Campaign Response: Elections Act

I have been contacted by constituents about the British Indian Ocean Territory.

As the Member of Parliament for Milton Keynes South, I have included below my response:

A secure electoral system is a vital component of a healthy democracy. The Elections Act updates elections law and delivers on manifesto commitments to protect our democracy and ensure that it remains secure, transparent and fair.

The Elections Act responds to recommendations in Lord Pickles’ report into election fraud published in 2016 and builds upon long-term objectives set out in the Government’s wider Defending Democracy Programme. The changes it introduces alongside measures in the Online Safety Bill will protect our democracy from new and evolving threats and underpin the systems which support it.

Identification to vote has been backed by the Electoral Commission and the Organisation for Security and Co-operation in Europe’s Office for Democratic Institutions and Human Rights, which state that its absence is a security risk.

In Northern Ireland voters have been required to produce personal identification before voting in polling stations since 1985, with photographic identification being required since 2003 when introduced by the last Labour Government. Ministers at the time noted that “the Government have no intention of taking away people’s democratic right to vote. If we believed that thousands of voters would not be able to vote because of this measure, we would not be introducing it at this time.” I should add that the Electoral Commission's 2021 Public Opinion tracker recorded that not a single Northern Ireland respondent reported: ‘I don’t have any identification / I would not be able to vote’.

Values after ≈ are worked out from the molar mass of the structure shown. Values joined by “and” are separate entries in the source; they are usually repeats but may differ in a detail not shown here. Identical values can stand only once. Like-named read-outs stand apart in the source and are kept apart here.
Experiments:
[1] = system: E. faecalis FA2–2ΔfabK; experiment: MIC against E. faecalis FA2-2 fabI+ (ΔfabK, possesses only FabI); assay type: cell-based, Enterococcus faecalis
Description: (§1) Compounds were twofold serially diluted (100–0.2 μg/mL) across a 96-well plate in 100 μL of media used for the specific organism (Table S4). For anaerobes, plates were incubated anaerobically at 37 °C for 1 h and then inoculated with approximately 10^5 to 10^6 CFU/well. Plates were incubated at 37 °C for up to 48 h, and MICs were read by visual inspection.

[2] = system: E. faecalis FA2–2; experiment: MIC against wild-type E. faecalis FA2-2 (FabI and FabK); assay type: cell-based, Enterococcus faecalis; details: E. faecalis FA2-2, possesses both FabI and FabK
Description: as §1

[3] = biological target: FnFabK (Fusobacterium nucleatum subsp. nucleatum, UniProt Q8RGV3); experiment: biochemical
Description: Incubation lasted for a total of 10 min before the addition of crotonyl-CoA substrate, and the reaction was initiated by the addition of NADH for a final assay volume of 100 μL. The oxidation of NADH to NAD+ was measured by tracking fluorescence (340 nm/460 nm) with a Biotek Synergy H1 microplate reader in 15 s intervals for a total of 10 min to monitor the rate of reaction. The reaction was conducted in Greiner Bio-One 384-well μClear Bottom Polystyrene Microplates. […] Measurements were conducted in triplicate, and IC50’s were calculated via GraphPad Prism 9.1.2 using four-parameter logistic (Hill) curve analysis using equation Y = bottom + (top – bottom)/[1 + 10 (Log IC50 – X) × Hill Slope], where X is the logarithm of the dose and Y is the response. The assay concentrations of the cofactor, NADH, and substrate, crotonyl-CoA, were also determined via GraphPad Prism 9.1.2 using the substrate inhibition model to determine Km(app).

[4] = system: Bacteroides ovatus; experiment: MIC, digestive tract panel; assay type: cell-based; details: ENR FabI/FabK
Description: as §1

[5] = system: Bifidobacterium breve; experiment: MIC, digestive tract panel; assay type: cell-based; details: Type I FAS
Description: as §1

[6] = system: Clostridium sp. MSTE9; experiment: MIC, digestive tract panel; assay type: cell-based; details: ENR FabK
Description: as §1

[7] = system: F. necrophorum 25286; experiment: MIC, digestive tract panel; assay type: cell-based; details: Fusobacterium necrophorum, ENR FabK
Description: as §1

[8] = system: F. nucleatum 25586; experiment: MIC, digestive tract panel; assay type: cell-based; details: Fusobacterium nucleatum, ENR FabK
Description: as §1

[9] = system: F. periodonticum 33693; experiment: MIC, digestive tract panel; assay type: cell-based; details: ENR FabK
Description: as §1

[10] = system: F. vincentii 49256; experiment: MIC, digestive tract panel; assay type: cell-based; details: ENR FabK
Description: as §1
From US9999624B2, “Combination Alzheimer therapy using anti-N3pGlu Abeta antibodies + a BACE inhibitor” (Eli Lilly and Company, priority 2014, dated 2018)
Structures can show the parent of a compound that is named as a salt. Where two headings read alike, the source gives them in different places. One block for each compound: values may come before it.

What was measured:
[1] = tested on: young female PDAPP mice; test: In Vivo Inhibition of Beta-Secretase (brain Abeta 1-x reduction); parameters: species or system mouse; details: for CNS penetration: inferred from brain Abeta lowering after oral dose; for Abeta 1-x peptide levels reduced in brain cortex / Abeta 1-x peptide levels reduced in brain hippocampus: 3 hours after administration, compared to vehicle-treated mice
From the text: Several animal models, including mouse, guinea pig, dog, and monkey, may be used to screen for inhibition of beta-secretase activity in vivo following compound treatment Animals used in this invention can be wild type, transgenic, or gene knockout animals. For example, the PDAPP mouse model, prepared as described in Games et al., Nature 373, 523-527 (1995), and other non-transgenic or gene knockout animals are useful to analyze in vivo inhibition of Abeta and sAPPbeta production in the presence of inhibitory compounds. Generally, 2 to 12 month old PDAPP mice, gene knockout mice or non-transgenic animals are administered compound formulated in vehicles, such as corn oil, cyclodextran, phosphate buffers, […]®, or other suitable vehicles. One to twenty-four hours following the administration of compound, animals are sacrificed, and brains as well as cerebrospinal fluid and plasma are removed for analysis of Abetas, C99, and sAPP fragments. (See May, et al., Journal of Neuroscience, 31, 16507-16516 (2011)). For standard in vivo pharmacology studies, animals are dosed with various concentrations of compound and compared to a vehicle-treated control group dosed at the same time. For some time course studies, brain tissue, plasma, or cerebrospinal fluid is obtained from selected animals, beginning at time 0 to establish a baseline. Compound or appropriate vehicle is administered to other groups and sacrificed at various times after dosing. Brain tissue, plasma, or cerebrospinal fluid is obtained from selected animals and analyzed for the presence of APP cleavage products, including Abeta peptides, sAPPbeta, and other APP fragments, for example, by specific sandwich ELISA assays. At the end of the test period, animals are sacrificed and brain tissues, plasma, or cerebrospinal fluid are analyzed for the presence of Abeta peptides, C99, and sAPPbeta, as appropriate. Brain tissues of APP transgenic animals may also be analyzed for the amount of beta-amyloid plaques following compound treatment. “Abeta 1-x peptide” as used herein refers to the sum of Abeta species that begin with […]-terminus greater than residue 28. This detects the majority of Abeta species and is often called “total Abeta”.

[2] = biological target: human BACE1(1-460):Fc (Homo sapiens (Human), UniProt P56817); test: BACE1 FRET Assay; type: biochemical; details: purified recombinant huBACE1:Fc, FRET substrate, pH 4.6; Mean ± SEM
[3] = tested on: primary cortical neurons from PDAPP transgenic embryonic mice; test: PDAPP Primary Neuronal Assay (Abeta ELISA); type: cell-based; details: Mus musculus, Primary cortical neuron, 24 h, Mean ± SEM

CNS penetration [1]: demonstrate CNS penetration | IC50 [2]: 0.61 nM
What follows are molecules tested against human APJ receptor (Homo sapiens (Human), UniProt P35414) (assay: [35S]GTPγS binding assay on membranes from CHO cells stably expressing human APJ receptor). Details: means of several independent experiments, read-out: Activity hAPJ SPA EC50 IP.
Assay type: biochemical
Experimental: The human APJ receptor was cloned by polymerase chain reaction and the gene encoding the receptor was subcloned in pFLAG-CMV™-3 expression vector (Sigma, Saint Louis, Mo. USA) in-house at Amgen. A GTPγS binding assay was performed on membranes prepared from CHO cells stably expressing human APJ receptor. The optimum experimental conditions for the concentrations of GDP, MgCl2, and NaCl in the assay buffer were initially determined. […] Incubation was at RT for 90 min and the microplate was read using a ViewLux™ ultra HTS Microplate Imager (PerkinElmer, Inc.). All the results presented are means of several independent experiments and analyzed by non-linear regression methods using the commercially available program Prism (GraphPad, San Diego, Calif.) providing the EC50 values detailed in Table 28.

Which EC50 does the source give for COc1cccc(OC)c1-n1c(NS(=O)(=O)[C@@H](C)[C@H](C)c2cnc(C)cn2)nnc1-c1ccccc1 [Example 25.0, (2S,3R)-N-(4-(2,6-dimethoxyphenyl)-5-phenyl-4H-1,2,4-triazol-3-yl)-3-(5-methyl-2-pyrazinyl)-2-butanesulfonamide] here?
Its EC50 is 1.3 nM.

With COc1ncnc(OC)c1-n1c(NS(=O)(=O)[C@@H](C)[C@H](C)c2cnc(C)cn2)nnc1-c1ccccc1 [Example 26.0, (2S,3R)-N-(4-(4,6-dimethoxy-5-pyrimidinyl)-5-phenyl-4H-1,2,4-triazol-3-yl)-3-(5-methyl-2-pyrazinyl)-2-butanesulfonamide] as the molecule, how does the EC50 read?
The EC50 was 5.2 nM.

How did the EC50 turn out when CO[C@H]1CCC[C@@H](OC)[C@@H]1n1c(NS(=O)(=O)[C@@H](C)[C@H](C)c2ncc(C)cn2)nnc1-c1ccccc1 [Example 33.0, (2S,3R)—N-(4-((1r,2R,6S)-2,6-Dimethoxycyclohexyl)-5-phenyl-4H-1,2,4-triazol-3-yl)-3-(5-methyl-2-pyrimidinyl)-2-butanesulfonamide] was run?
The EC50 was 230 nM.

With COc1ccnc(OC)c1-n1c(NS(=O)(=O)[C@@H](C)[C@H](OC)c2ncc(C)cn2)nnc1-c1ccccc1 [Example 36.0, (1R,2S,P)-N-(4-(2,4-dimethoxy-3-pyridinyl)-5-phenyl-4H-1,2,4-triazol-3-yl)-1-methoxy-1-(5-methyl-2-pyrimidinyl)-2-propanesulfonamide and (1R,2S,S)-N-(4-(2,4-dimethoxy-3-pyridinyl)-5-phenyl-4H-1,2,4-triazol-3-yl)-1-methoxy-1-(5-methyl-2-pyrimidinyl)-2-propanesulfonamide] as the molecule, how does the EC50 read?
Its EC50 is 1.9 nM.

The Electoral Commission has also commented that “since the introduction of photo ID in Northern Ireland there have been no reported cases of personation. Voters’ confidence that elections are well-run in Northern Ireland is consistently higher than in Great Britain, and there are virtually no allegations of electoral fraud at polling stations.”

I would like to assure you that anyone without identification will be able to apply for a new free one – meaning that no voter will be disenfranchised. I believe that a secure electoral system is a vital component of a healthy democracy, and the public must have confidence that our elections are secure and fit for the 21st century.

Furthermore, I believe that electors should be able to cast their vote without undue external influence. Although it is already an offence to unduly influence a voter, the current outdated legislation requires modernisation. The Act updates electoral law so that undue influence covers a wider range of harms such as damage to reputation, spiritual pressure or financial loss. Deceiving an elector on the conduct of an election and intimidation at polling stations will also amount to undue influence, addressing concerns raised by the Election Court in the Tower Hamlets mayoralty case.